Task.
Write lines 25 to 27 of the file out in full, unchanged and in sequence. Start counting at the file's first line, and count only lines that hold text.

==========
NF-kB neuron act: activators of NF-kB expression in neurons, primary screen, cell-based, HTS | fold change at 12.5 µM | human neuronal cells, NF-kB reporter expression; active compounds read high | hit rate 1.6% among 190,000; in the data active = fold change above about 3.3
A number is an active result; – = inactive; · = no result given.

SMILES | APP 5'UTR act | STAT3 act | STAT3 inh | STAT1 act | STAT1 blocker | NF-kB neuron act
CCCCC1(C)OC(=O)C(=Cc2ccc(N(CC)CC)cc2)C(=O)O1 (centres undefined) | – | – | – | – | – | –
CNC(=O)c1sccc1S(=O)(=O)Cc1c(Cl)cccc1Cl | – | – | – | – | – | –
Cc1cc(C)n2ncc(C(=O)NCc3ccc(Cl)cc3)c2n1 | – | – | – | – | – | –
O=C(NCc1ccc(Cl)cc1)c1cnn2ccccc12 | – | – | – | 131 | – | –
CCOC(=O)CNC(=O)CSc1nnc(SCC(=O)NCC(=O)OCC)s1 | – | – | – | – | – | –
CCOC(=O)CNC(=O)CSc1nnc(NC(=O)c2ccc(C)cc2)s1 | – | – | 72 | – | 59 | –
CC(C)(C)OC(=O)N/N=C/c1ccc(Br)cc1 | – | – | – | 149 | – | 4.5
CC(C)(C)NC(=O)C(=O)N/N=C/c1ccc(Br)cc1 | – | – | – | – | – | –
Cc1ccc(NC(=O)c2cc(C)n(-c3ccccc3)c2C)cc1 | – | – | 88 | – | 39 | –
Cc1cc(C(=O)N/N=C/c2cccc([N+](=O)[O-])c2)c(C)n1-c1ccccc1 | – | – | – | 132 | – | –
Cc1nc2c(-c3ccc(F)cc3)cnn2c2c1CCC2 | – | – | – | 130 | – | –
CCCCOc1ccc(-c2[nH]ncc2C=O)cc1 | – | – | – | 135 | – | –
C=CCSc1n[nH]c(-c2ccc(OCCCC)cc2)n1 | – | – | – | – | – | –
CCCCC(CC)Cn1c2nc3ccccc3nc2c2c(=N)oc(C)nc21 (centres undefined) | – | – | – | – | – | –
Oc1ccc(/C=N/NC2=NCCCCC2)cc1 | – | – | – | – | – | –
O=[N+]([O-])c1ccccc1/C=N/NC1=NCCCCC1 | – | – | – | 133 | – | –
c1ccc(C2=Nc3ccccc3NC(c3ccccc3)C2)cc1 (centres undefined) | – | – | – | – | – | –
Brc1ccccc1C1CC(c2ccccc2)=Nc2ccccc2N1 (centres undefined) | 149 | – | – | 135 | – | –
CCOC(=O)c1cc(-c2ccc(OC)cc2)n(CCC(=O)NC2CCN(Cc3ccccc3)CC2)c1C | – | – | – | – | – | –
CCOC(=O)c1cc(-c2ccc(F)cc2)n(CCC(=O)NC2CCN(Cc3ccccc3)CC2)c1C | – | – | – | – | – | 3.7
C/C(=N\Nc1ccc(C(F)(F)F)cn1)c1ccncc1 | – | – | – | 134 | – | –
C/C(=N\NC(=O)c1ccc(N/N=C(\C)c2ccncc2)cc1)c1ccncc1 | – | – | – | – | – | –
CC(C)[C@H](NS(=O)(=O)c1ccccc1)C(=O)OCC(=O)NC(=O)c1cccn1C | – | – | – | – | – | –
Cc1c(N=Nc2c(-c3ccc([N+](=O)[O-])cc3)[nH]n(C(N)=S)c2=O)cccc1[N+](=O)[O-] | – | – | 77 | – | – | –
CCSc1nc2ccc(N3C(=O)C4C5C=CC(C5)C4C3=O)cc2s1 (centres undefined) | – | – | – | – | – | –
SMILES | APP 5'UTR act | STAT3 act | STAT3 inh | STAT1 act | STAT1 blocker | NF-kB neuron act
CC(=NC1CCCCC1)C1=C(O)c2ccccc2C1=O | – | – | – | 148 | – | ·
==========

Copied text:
C/C(=N\NC(=O)c1ccc(N/N=C(\C)c2ccncc2)cc1)c1ccncc1 | – | – | – | – | – | –
CC(C)[C@H](NS(=O)(=O)c1ccccc1)C(=O)OCC(=O)NC(=O)c1cccn1C | – | – | – | – | – | –
Cc1c(N=Nc2c(-c3ccc([N+](=O)[O-])cc3)[nH]n(C(N)=S)c2=O)cccc1[N+](=O)[O-] | – | – | 77 | – | – | –